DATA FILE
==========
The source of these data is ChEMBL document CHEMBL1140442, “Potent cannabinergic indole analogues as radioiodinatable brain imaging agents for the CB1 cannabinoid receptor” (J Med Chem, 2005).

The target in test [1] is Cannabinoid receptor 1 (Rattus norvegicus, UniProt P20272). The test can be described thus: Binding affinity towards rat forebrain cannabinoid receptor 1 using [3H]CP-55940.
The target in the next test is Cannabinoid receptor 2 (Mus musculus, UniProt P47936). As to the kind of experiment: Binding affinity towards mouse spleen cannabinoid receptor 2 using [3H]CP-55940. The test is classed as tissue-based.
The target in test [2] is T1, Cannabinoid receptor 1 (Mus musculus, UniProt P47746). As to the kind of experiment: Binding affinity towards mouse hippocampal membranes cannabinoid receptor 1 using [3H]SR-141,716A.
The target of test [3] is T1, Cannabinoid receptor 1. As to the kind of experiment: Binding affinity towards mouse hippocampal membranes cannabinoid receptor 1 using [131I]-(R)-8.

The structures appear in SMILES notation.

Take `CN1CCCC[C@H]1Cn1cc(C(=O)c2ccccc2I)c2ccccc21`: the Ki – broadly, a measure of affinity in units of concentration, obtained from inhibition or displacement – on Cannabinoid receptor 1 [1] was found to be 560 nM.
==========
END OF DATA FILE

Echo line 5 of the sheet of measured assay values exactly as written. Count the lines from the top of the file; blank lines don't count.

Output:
The target of test [3] is T1, Cannabinoid receptor 1. As to the kind of experiment: Binding affinity towards mouse hippocampal membranes cannabinoid receptor 1 using [131I]-(R)-8.